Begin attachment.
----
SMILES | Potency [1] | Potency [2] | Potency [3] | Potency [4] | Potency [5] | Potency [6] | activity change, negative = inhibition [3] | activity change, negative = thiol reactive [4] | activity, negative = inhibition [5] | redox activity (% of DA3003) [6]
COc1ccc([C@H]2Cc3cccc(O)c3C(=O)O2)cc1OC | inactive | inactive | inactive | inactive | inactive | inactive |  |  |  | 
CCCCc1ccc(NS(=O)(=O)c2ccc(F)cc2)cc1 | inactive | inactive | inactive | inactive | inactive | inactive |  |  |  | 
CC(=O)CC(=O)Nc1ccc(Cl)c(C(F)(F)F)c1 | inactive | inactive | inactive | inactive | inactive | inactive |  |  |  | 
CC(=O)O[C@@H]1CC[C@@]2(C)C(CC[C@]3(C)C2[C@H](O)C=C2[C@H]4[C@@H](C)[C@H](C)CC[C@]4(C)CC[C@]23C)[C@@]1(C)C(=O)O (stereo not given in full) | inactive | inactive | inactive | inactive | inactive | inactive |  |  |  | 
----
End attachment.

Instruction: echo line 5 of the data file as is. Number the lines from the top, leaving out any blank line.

CC(=O)O[C@@H]1CC[C@@]2(C)C(CC[C@]3(C)C2[C@H](O)C=C2[C@H]4[C@@H](C)[C@H](C)CC[C@]4(C)CC[C@]23C)[C@@]1(C)C(=O)O (stereo not given in full) | inactive | inactive | inactive | inactive | inactive | inactive |  |  |  | 